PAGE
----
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Designing an FIR High Pass Filter with Remez
September 23, 2021

Table of Contents

Introduction

While low-pass filtering (LPF) is ubiquitous high pass filters (HPF) can be needed depending on the RF environment or for specific algorithms. The previous post FIR Low Pass Filter Design with Remez demonstrated how to use the remez() function in the SciPy package to design LPF filter weights. The following blog will demonstrate how to use remez() to design a high pass filter as well as designing LPF filters and upconverting them.

Additional examples for Remez filter design can be found in the SciPy documentation under “Examples”.

More blog posts on filter design:

Design a High Pass Filter with Remez

A HPF can be designed directly with remez() using the following code:

import scipy.signal
filterLength = 21
cutoff = 0.375
transBand = 0.1
fPass = cutoff - (transBand/2)
fStop = cutoff + (transBand/2)
freqVec = [0, fPass, fStop, 0.5]
ampVec = [0, 1]
HPFRemez = scipy.signal.remez(filterLength,freqVec,ampVec)

The design is similar to that of the LPF discussed in this blog post with the differences being in the cutoff frequency and amplitude vector.

The HPF parameters passed into the remez() function are given in Figure 1, the resulting frequency response in Figure 2 and the magnitude in dB in Figure 3.

Figure 1: The parameters for remez() for designing an example HPF.
Figure 2: The magnitude of the HPF frequency response.
Figure 2: The magnitude of the HPF frequency response.
Figure 3: The HPF frequency response in dB.
Figure 3: The HPF frequency response in dB.

Upconvert Low Pass Filter to High Pass Filter

An alternative to designing a HPF directly is to design an LPF and then upconvert the filter weights by multiplication with a sinusoid,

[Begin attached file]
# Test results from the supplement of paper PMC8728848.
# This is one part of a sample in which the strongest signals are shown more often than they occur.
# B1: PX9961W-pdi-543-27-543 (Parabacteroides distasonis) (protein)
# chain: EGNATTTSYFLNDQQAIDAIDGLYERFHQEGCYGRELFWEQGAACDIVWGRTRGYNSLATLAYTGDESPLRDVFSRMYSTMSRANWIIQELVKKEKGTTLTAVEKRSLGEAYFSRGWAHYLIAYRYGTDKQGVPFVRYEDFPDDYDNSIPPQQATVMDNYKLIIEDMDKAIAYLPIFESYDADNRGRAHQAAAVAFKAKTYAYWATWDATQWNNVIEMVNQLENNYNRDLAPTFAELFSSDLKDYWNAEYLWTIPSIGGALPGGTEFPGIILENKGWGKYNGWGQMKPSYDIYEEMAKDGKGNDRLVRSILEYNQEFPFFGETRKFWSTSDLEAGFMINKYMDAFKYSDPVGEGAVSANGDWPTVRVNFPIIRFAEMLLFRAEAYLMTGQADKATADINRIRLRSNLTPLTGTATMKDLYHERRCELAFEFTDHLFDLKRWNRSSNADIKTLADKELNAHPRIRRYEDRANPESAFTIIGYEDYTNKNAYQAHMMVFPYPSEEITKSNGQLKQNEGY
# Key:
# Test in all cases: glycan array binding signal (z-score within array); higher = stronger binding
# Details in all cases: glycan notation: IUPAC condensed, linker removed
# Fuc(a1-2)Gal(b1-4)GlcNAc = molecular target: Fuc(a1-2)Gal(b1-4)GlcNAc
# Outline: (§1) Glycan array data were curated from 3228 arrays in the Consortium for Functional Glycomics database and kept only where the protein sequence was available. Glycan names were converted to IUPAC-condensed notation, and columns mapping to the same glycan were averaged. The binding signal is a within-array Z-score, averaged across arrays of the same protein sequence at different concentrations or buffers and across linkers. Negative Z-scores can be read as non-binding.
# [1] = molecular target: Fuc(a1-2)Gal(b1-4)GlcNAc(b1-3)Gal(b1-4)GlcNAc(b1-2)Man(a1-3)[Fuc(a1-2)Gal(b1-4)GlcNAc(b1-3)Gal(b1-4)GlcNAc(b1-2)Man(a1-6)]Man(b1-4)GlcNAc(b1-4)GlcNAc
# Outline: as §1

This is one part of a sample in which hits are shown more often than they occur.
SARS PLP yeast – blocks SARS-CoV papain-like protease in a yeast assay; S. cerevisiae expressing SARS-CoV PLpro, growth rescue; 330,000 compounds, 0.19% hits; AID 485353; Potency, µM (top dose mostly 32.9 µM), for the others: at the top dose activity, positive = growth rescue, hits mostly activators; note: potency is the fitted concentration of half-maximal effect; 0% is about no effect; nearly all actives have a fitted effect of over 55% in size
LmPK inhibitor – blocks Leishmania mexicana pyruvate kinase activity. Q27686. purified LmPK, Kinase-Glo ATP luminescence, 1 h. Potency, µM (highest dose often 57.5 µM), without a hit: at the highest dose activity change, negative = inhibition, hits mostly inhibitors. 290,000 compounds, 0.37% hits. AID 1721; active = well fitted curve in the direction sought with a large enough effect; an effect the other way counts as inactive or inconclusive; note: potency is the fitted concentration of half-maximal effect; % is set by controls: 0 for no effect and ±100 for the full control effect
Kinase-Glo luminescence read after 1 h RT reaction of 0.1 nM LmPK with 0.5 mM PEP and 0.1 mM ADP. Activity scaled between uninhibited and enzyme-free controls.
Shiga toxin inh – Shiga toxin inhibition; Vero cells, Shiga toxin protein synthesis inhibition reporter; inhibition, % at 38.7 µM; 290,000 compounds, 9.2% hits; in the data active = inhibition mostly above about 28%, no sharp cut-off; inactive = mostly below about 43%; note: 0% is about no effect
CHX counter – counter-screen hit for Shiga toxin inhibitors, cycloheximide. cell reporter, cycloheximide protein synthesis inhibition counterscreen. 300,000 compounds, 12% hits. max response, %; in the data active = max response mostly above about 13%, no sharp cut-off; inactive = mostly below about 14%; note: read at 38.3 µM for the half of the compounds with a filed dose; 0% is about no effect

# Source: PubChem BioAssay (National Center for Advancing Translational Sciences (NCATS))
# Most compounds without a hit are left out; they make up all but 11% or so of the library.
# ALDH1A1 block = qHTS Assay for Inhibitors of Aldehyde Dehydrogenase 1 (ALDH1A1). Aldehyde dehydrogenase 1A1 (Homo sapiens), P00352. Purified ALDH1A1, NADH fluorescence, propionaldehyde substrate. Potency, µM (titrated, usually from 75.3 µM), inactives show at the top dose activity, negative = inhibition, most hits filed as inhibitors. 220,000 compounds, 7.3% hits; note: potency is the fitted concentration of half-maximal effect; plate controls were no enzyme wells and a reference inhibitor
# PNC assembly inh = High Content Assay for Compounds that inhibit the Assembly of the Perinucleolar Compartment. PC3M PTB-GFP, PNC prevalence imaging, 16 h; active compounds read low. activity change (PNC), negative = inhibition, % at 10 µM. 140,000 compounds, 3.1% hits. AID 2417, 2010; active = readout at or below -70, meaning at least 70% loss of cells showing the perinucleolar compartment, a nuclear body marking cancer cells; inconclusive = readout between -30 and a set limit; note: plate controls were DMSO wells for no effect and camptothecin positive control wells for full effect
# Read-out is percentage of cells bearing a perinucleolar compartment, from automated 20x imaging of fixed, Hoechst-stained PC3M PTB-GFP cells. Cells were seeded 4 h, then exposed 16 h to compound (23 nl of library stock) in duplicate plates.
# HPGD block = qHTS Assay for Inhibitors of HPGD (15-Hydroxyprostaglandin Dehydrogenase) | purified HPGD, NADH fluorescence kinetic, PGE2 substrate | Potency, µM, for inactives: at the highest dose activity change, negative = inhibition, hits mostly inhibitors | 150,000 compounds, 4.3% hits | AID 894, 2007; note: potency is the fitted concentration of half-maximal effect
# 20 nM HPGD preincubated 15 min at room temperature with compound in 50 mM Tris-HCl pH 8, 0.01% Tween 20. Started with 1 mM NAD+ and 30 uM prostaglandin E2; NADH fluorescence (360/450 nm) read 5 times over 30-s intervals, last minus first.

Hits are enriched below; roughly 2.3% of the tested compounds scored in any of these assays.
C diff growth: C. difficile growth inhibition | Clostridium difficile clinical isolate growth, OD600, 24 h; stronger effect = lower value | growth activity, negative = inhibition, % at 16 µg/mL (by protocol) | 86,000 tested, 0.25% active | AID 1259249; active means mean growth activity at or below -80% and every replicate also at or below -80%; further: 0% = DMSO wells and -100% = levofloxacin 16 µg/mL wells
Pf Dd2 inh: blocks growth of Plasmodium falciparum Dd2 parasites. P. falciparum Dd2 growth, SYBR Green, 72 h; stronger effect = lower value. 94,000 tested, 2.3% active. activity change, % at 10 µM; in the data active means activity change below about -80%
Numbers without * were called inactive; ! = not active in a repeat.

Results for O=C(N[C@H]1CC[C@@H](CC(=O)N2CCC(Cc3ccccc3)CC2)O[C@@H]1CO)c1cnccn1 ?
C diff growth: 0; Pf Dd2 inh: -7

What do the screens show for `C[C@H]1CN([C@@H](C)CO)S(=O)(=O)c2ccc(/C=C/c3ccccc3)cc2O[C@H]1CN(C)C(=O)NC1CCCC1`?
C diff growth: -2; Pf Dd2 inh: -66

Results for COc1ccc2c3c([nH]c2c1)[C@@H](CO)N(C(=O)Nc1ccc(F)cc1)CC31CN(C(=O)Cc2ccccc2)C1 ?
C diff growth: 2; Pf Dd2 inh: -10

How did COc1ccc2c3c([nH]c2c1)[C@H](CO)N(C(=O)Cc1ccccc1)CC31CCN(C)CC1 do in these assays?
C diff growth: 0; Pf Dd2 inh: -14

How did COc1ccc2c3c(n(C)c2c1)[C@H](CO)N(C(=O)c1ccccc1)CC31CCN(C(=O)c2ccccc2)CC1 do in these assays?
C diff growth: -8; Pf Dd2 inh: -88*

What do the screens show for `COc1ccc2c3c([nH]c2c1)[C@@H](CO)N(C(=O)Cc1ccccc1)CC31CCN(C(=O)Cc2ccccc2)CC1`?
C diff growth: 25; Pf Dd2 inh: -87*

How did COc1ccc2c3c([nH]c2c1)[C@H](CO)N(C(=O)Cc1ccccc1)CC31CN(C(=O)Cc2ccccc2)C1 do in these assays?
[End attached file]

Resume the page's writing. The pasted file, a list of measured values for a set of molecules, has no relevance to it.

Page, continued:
(1)   \begin{equation*}h_{HPF}[n] = h_{LPF}[n] \cdot cos(\phi n).\end{equation*}

To make the LPF into a HPF it must be upconverted with a center frequency of f_s/2, or in radians \phi = \pi, therefore

(2)   \begin{equation*}cos(\pi n) = (-1)^n,\end{equation*}

(3)   \begin{equation*}h_{HPF}[n] = h_{LPF}[n] \cdot (-1)^n.\end{equation*}

Figure 4 gives the impulse response for an LPF and the upconverted HPF.

Figure 4: The impulse responses of the LPF and HPF filters.
Figure 4: The impulse responses of the LPF and HPF filters.

Frequency Domain Analysis of LPF Upconversion to HPF

The discrete-time Fourier transform of (1) is the frequency-domain convolution of the filter weights h_{LPF}[n] and \cos(\phi n),

(4)   \begin{equation*}\begin{split}H_{HPF}\left(e^{j\omega}\right) & = \mathcal{F} \{ h_{LPF}[n] \cdot cos(\phi n) \} \\& = \mathcal{F} \{ h_{LFP}[n]] \} \ast \mathcal{F} \{ cos(\phi n) \}, \\& = H_{LPF}\left(e^{j\omega}\right) \ast \mathcal{F} \{ cos(\phi n) \},\end{split}\end{equation*}

where \ast is convolution. From (2), conveniently

(5)   \begin{equation*}cos(\pi n) = (-1)^n = e^{j\pi n}.\end{equation*}

The discrete-time Fourier transform of a sequence h[n] multiplied by a complex exponential is [oppenheim1999, p.59]

(6)   \begin{equation*}\mathcal{F} \{ h[n] \cdot e^{j\phi n} \} = H\left( e^{j(\omega - \phi)} \right).\end{equation*}

Substituting \phi = \pi, the Fourier transform (4) can then be written

(7)   \begin{equation*}H_{HPF}\left(e^{j\omega}\right) = H_{LPF}\left(e^{j(\omega-\pi)}\right).\end{equation*}

which is the low-pass filter response frequency shifted to f_s/2 or \pi radians. Figure 5 gives the magnitude of the frequency response in (7) and Figure 6 shows the Remez-designed HPF magnitude frequency response is identical to that of the upconverted HPF.

Figure 5: The magnitudes of the frequency responses for the LPF and upconverted HPF filters.
Figure 5: The magnitudes of the frequency responses for the LPF and upconverted HPF filters.
Figure 6: The magnitudes of the frequency responses for the Remez-designed HPF and upconverted HPF are identical.
Figure 6: The magnitudes of the frequency responses for the Remez-designed HPF and upconverted HPF are identical.

Conclusion

A HPF can be designed directly using the remez() function by passing in the appropriate frequency vector and amplitude vector. Alternatively an LPF can be designed and then upconverted to become a HPF through with

(8)   \begin{equation*}h_{HFP}[n] = h_{LPF}[n] \cdot cos(\pi n) = h_{LPF}[n] \cdot (-1)^n.\end{equation*}

Have you seen these blogs on filter design?

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